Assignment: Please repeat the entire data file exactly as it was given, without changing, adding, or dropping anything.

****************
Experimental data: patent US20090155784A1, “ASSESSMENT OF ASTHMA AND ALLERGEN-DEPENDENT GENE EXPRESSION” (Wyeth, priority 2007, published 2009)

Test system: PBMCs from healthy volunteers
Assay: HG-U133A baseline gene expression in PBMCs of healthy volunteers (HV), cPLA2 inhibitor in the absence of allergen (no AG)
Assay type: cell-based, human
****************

Experimental data: patent US20090155784A1, “ASSESSMENT OF ASTHMA AND ALLERGEN-DEPENDENT GENE EXPRESSION” (Wyeth, priority 2007, published 2009)

Test system: PBMCs from healthy volunteers
Assay: HG-U133A baseline gene expression in PBMCs of healthy volunteers (HV), cPLA2 inhibitor in the absence of allergen (no AG)
Assay type: cell-based, human